U.K. Inflation Pressures Build as BOE’s Forbes Voices Concern
U.K. labor-market pressure may be mounting, food-price inflation is returning and one Bank of England policy maker is starting to voice concern.
A report on Wednesday showed starting salaries for permanent staff rose the fastest in nine months in January. While the central bank said last week that there’s more supply in the labor market than previously envisaged — and that wages will therefore stay relatively subdued — the survey from the Recruitment and Employment Confederation and IHS Markit indicates signs of building pay pressure.
That came as Kantar Worldpanel said Tuesday that U.K. grocery prices are now rising again after a period of deflation that ran from September 2014 to December 2016. The same day, Kristin Forbes said she’s becoming “uncomfortable” with the BOE’s policy stance given the strength of the economy and the rapid pickup in inflation, and this may push her to vote for an interest-rate increase soon.
The BOE forecasts that inflation — at 1.6 percent in December — will accelerate to above its 2 percent target this year, reflecting in part a weaker pound. Forbes, taking a hawkish stance, said that it could strengthen faster than projected, which will then make it “increasingly difficult” to justify tolerating a large overshoot.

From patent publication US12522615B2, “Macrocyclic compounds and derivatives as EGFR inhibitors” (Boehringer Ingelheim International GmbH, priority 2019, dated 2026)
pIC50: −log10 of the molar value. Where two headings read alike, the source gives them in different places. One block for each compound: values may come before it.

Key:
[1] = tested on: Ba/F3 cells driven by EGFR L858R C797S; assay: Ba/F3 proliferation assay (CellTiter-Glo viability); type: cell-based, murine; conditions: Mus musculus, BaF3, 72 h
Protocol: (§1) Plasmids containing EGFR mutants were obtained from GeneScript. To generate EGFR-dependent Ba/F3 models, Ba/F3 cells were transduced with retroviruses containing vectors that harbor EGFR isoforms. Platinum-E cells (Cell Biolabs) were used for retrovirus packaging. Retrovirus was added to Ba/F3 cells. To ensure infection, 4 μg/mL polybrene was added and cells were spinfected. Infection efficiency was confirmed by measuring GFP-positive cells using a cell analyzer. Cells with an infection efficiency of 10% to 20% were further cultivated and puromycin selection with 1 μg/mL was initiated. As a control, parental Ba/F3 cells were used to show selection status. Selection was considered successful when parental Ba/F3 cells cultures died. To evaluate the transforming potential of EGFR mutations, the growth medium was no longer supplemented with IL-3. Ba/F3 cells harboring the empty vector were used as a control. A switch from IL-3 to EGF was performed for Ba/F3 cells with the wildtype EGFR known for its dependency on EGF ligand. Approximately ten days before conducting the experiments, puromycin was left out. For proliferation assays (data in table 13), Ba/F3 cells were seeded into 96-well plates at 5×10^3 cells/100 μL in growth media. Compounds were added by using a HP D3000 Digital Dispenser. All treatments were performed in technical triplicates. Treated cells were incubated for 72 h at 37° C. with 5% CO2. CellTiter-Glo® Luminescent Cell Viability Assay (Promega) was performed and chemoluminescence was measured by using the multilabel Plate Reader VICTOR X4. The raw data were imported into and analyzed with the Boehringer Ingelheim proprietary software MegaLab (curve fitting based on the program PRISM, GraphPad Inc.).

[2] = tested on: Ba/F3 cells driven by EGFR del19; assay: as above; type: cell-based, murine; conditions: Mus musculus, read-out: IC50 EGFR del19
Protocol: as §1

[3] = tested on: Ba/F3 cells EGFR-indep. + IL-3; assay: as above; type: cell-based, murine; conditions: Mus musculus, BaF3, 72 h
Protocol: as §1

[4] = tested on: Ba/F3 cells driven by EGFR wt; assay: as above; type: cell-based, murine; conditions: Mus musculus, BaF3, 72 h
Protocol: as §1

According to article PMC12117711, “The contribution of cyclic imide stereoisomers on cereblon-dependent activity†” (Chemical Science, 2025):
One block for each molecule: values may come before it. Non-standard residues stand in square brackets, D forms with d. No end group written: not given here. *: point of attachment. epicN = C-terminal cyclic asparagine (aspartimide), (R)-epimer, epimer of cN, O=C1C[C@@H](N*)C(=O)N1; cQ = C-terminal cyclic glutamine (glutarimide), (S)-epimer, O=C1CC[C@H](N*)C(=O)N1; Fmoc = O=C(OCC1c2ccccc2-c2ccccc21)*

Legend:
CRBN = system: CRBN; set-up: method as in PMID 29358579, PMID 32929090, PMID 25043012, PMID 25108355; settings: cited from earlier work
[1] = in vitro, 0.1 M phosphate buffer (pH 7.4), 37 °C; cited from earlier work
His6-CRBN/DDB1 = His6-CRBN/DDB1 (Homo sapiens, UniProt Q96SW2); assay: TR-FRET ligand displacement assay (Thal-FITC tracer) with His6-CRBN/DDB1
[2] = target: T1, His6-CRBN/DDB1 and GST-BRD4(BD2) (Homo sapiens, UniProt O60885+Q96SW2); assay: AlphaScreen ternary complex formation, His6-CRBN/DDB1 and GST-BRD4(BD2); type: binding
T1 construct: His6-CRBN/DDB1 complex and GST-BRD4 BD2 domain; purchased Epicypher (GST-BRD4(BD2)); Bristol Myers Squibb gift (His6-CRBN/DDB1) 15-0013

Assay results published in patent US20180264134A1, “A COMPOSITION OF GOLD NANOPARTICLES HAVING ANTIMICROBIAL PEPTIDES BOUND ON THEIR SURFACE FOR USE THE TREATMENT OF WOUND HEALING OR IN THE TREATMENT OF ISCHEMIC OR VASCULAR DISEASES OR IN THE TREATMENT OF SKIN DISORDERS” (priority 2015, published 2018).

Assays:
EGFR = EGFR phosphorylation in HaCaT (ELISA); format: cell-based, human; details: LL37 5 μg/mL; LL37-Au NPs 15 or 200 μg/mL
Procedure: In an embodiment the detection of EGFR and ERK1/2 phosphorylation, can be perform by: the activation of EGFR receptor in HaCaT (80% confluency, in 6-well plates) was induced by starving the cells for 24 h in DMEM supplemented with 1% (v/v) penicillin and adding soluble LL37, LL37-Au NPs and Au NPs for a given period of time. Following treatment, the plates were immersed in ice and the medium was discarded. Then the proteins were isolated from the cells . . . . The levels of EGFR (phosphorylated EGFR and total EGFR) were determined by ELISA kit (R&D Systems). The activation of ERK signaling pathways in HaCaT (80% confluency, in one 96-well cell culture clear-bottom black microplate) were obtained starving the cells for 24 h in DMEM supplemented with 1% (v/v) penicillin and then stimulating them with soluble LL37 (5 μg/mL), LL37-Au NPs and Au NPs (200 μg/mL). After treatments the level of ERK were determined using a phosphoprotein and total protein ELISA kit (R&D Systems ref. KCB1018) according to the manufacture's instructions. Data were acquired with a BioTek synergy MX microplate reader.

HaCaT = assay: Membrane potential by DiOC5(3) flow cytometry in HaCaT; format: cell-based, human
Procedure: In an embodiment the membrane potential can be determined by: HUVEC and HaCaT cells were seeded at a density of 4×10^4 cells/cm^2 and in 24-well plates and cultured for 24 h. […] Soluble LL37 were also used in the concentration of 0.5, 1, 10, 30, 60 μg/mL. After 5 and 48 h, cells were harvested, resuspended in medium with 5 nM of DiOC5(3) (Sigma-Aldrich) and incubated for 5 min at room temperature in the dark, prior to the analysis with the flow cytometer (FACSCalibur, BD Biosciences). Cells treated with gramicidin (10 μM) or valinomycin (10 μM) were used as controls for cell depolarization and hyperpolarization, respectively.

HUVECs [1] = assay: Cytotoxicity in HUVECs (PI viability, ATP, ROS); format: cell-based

Official U.K. statistics still show food prices are falling on an annual basis, though the rate of decline halved in December to the least in more than two years. That trend could be exacerbated by extreme weather in Spain that’s led to shortages of staples such as lettuce and zucchini in British supermarkets.
“Already for some seasonal food items, where contracts with suppliers tend to be renewed more frequently, prices have begun to pick up,” the BOE said this month. “As such, it is likely that retail food prices more generally will start to respond to pressure from higher sterling import prices over 2017.”
On the labor market, the REC report showed vacancies rising and the availability of staff decreasing, a trend that may worsen because of the decision to leave the European Union. Prime Minister Theresa May has indicated the U.K. will leave the bloc’s single market in order to gain control over migration.
“Employers are crying out for people,” said REC chief executive Kevin Green. “The government’s decision to prioritize immigration control over the economy in their EU negotiations means that finding candidates will become yet more difficult.”In its latest forecasts, the BOE cut the estimate of the level that unemployment can fall to without fanning inflation to 4.5 percent from 5 percent. Forbes said while the rate probably is below 5 percent, it’s not as low as the MPC’s central estimate. That could mean stronger upward pressure on wages and inflation, though she noted the potential for Brexit to make firms more cautious about raising pay. The U.K.’s jobless rate is currently 4.8 percent.
“The MPC should be nimble and willing to quickly adjust the appropriate path for monetary policy in either direction as needed,” she said. “In my view, if the real economy remains solid and the pickup in the nominal data continues, this could soon suggest an increase in bank rate.”